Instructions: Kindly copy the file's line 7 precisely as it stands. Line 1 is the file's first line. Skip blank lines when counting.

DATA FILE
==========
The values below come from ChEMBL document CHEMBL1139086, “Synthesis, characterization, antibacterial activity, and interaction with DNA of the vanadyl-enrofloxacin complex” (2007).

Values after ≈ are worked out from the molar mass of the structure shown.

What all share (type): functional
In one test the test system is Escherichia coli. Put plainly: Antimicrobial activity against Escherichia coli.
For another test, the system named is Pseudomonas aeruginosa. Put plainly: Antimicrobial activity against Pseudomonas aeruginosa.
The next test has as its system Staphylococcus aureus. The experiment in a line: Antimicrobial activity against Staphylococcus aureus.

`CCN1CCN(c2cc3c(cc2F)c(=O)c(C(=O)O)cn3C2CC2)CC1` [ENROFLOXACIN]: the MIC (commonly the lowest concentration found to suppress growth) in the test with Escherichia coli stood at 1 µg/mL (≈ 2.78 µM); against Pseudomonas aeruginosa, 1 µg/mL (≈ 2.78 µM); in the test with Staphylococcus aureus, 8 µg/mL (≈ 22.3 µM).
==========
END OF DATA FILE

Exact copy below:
`CCN1CCN(c2cc3c(cc2F)c(=O)c(C(=O)O)cn3C2CC2)CC1` [ENROFLOXACIN]: the MIC (commonly the lowest concentration found to suppress growth) in the test with Escherichia coli stood at 1 µg/mL (≈ 2.78 µM); against Pseudomonas aeruginosa, 1 µg/mL (≈ 2.78 µM); in the test with Staphylococcus aureus, 8 µg/mL (≈ 22.3 µM).